Wednesday, February 11, 2015

Did Bola Agbaje's 'Gone Too Far' Go Too Far into Field of Absurdity?

The Pan African Film Festival is currently in Los Angeles so my cousins and I decided... oh let's see some films. Right? Okay, so I wanted to see Gone Too Far, because it had O.C Ukeje in it. I'd seen read the synopsis and reckoned it might be cool to see what it would end up being. So, this is my review of Bola Agbaje's Gone Too Far, directed by Destiny Ekaragha. The film was originally written as a stage play in 2007, and was made into a feature film in 2014. A young Nigerian guy, Ikudaisi (played by O.C Ukeje) joins his mother (played by Golda John Abiola ) and younger brother (played by Malachi Kirby) in London after many years of separation. The film sought to tell the story of Ikudaisi's integration into the society his family lived in, with particular emphasis on how his arrival affected his brother's social life... or lack of it.

 So, overall, the movie was okay. Honestly, it was. But I had a lot of issues with the film. But before I go into that, let's talk about the name of O.C Ukeje's character. The Hell is Ikudaisi?????? Reallly??? Of ALLLLLL the names to give to your character? Iku - death. Daisi - Establishes this one. So the name basically means Death Establishes This One. No, I'm not being pedantic, that name is soooo 1953 Yoruba Land! They did NOT TRY with that name. Haba!

Okay, I just thought to get that minor peeve out of the way. Secondly, I don't get why the entire story line of the film was made to last the whole day! Okay, so here's what happened. Ikudaisi landed from Nigeria... in slippers and some 'hip hop hurray' neck chains and baggy pants (troziz... if you don't like AmericanSpeak). After the initial greeting and unnecessary elongation of scenes, the Mother asks Yemi to go to the shops to pick up some Okro for food for Ikudaisi's meal. From the beginning of the film to the very end... it was this Okro these boys went to buy oh! The street chases, the ridiculousness of running into girls, the unnecessary social commentary, the fight scenes...EVERYTHING was in the cause of this Okro buying. Just how far away was this shop where the Okro was supposed to be purchased? For someone who had arrived on a 6 hour trip from Nigeria, who was supposedly meant to be fed and allowed to rest, Ikudaisi was quite spritely.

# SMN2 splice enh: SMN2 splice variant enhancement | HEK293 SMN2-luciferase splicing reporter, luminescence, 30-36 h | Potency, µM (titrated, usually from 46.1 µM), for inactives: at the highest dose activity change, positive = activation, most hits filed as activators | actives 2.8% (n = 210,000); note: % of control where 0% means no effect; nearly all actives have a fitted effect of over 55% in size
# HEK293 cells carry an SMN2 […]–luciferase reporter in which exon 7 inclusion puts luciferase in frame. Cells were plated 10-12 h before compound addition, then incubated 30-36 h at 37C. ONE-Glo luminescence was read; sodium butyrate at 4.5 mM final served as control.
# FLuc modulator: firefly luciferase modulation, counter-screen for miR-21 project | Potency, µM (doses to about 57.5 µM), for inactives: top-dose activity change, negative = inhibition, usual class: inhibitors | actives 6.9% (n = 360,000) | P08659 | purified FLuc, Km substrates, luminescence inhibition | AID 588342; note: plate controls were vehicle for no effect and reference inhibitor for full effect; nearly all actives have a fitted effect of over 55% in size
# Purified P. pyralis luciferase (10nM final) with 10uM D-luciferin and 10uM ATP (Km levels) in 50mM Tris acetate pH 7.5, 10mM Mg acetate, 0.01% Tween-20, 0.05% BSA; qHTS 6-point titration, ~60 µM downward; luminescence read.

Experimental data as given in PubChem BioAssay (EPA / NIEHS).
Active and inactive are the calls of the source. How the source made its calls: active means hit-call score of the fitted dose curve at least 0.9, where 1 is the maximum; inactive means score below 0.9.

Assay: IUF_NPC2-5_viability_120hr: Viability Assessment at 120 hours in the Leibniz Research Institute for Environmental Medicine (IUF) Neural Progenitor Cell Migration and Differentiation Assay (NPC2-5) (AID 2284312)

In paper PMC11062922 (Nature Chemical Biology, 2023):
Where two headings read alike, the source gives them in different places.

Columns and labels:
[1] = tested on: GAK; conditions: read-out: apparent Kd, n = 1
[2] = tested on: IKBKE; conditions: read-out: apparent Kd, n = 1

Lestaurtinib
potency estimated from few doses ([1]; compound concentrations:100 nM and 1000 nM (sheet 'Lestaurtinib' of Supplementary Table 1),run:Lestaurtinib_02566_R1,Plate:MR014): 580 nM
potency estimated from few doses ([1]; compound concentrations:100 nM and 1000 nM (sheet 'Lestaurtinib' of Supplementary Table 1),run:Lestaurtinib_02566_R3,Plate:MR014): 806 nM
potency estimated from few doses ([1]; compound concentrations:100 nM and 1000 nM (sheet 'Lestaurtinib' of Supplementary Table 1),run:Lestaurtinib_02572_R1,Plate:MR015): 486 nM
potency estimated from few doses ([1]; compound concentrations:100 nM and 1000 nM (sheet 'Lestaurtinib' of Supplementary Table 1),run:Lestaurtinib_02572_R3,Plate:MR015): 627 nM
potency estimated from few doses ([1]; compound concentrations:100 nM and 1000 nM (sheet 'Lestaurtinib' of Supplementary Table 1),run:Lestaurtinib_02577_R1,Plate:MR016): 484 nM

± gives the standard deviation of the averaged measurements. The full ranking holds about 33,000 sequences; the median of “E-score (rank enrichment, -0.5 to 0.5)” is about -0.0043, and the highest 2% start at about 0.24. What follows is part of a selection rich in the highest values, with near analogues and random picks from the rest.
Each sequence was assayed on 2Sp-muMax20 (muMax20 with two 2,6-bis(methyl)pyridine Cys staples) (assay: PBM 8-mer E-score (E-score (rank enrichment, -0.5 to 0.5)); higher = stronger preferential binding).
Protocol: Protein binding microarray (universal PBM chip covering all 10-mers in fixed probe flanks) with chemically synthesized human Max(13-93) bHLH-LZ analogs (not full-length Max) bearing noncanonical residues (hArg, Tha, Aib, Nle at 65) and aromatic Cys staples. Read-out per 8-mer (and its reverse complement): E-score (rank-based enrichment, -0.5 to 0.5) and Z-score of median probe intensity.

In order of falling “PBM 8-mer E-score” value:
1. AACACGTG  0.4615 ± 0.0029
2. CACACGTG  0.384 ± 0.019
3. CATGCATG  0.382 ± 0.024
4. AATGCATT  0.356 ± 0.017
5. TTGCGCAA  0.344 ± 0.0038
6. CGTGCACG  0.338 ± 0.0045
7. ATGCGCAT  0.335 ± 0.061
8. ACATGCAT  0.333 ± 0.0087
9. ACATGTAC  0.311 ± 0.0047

There were also some absurdities in the movie which made one ask "Really now? Really?" For instance, when the Uncle brought Ikudaisi from the airport, instead of taking him home, he left him in the car and went into the shops for a cigarette? The dramatic exit of Ikudaisi from the car when his mother arrived was very lacklustre. How come Ikudaisi and Yemi were so unfamiliar with each other? Did they never speak on the phone? Was Ikudaisi living under a rock? It's one thing not to know your brother's fashion sense, it's another thing to NOT know anything about him. There was NO explanation as to why the brothers didn't know each other. Please living on two continents is not an excuse.

 Also, I the general idea of trying to show cultural diversity, but the scenes with those two girls were very tiresome. We got the picture; Armani (Shanika Warren-Markland) is a confused girl who wanted to get her boyfriend jealous but her existence  did very little to move the plot forward. I get wanting to sprinkle romance and jealousy into a story, but there's a point when too much of something just leaves the audience tired. While I quite liked Paris (Adelayo Adedayo), the attempt to show her as the girl who was pining for Yemi, while he chased after Armani, fell flat. There was nothing in her body language or dialogue to show that. I must mention that the scene where Armani and Yemi confronted themselves in the park with people watching was just... "God when is this movie going to end?" In all, the film was okay. I'm not even going to compare it to a Nollywood, since I don't even think Nollywood flicks are made for you to even engage your brain.

 I liked the mother in this film. Golda John was funny and natural. There were times where there was zero chemistry between her and the sons but hey... compared to the other actors... she was okay. O.C Ukeje's Yoruba was quite wonky... but that's okay. He's an Igbo guy speaking Yoruba... we forgive him. In conclusion, this might have been best left as a stage play. Stretching it into a full feature film was going too far!

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